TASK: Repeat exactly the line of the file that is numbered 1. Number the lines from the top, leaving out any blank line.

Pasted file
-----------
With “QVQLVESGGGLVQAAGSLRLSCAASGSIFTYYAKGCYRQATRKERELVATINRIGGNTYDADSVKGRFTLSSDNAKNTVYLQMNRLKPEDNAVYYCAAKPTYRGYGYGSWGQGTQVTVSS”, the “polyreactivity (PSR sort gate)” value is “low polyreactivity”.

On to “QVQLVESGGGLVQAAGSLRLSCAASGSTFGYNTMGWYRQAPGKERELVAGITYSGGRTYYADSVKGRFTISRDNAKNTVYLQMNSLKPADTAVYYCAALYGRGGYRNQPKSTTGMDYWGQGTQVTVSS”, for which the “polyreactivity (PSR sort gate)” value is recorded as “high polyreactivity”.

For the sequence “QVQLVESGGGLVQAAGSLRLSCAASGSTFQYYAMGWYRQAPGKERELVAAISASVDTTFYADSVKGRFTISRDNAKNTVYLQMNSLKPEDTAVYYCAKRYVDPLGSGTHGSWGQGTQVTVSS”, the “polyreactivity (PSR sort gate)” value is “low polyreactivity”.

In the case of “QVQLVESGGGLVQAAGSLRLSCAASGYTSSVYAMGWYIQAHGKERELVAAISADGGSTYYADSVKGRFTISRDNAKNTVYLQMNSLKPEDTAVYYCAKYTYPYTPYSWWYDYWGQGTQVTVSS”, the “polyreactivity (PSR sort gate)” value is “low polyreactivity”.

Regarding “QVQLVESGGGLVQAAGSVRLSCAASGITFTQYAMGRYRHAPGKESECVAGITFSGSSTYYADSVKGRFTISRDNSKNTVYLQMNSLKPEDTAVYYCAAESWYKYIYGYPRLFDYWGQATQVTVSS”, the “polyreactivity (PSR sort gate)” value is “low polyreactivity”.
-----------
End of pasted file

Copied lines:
With “QVQLVESGGGLVQAAGSLRLSCAASGSIFTYYAKGCYRQATRKERELVATINRIGGNTYDADSVKGRFTLSSDNAKNTVYLQMNRLKPEDNAVYYCAAKPTYRGYGYGSWGQGTQVTVSS”, the “polyreactivity (PSR sort gate)” value is “low polyreactivity”.